Your baby has definite sleep-and-wake cycles, but she probably sleeps about 70 percent of the time. Ultrasounds reveal that sometime between 32 weeks and 36 weeks babies develop the ability to dream. They have definite periods of REM (rapid eye movement) sleep and non-REM sleep. Your baby also has periods of quiet alertness in which she listens to the exciting sounds beyond her dark room.
At almost 4 pounds, your baby is definitely big enough by now to survive outside the womb. Her lungs are maturing, and her heart rate is starting to slow down a bit. However, research shows that the fetal heart rate speeds up if the mother is stressed, so stay as relaxed as you can to help your baby stay peaceful.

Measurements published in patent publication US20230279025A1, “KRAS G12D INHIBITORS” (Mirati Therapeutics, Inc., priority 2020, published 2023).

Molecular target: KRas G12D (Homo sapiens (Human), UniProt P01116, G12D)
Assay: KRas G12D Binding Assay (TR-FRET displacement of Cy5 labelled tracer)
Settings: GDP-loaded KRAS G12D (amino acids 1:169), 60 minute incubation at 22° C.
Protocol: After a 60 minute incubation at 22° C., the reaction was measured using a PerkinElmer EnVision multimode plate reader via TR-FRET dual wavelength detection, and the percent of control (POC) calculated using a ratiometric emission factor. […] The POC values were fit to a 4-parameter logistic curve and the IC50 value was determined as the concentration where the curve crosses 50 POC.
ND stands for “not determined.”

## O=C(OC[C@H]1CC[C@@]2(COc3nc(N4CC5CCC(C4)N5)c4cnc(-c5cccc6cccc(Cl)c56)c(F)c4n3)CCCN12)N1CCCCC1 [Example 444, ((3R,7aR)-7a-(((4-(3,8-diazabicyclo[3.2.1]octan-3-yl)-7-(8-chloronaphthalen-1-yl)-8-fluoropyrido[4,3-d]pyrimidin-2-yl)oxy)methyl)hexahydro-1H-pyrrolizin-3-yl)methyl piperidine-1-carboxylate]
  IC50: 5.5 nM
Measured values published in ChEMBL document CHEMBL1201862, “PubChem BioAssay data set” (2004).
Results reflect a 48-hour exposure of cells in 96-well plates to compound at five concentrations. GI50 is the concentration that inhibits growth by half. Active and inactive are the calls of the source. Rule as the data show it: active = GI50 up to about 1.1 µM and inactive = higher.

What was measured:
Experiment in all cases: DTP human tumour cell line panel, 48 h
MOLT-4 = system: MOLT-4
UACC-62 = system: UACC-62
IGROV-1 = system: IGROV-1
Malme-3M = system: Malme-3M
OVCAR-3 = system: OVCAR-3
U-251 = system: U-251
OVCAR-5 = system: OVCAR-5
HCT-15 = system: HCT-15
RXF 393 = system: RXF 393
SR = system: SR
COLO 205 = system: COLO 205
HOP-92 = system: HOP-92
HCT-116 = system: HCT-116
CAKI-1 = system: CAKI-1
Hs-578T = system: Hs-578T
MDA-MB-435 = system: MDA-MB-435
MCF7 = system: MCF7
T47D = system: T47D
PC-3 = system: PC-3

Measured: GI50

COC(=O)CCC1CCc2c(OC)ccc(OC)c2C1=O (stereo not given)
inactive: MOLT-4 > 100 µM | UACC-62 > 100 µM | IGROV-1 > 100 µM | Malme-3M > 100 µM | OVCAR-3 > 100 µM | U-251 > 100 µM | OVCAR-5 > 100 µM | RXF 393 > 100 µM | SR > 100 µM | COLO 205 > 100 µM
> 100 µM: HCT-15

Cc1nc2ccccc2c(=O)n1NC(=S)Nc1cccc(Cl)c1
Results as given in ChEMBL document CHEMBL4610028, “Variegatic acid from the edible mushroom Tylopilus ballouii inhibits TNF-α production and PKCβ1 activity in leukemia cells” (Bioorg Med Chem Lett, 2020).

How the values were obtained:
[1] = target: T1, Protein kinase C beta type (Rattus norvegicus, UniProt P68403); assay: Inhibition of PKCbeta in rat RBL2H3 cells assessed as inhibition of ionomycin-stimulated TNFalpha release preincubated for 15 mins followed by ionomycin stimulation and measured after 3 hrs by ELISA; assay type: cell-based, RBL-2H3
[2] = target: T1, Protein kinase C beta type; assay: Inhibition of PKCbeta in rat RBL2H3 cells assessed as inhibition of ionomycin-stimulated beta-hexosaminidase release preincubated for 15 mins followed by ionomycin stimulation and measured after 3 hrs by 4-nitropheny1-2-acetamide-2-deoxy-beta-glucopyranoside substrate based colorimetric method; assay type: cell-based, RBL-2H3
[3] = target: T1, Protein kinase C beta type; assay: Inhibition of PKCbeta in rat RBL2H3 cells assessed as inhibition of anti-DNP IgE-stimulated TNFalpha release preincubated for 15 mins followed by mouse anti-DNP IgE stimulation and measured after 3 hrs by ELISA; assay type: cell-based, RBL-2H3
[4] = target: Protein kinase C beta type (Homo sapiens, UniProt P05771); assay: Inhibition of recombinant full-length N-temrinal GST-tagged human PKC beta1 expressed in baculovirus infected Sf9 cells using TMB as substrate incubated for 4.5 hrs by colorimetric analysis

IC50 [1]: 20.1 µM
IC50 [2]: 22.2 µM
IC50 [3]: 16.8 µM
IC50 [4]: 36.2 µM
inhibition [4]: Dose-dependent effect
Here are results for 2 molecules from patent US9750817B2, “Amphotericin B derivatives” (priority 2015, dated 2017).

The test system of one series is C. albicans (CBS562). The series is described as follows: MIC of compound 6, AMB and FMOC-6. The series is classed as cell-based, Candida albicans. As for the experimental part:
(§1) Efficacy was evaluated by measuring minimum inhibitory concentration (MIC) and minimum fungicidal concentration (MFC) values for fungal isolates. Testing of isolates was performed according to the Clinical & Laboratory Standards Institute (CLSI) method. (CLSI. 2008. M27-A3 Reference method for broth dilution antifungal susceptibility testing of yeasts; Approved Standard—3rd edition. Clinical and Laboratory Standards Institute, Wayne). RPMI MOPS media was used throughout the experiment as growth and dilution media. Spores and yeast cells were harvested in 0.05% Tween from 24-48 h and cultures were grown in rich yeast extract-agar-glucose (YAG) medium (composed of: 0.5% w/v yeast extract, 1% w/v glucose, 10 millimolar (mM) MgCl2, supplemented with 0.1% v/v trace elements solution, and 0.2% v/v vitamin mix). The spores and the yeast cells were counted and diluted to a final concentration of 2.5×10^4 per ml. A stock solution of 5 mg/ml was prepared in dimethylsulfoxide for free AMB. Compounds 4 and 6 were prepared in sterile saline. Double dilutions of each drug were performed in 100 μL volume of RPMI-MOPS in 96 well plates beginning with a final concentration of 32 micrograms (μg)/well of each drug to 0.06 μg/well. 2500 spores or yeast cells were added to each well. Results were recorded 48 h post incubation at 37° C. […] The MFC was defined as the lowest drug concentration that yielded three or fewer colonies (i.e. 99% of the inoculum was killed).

Your baby is still kicking, and all of that kicking is good practice for what she'll instinctively do if she's put on your belly after birth: She'll scramble her way up your belly to your breasts, where she will latch on and nurse.
This list includes some of the common reasons to perform an ultrasound at this point in your pregnancy:
Incompetent cervix: According to the American Pregnancy Association, an incomplete or weakened cervix may occur as the baby grows and gets heavier, pressing against the cervix. This pressure may cause the cervix to begin opening before Baby is ready to be born. This condition may lead to a miscarriage or premature delivery (however, this complication occurs in only about 1 out of 100 pregnancies).
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Images courtesy of the American Institute of Ultrasound in Medicine (AIUM.org).